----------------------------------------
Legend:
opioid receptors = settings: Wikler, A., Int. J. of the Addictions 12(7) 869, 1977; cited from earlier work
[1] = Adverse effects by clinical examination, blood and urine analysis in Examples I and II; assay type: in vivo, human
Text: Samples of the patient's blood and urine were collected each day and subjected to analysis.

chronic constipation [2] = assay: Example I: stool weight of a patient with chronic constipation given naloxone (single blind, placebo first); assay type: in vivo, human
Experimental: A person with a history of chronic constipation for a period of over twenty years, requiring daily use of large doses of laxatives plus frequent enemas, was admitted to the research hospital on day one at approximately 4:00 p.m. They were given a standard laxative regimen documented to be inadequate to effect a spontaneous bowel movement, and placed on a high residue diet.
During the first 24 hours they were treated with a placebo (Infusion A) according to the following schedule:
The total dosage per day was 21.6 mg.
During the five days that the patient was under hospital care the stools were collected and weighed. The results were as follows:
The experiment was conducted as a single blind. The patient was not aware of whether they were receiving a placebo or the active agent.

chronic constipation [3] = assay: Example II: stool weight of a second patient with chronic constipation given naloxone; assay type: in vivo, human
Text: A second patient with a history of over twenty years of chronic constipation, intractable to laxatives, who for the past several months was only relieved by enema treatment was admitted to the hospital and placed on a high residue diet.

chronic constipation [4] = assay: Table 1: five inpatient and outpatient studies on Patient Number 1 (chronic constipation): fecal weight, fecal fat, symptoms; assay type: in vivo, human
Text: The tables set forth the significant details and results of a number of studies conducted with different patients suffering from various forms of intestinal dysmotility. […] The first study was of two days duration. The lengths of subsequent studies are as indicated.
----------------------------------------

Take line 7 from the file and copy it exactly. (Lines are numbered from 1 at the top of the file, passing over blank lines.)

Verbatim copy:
During the first 24 hours they were treated with a placebo (Infusion A) according to the following schedule: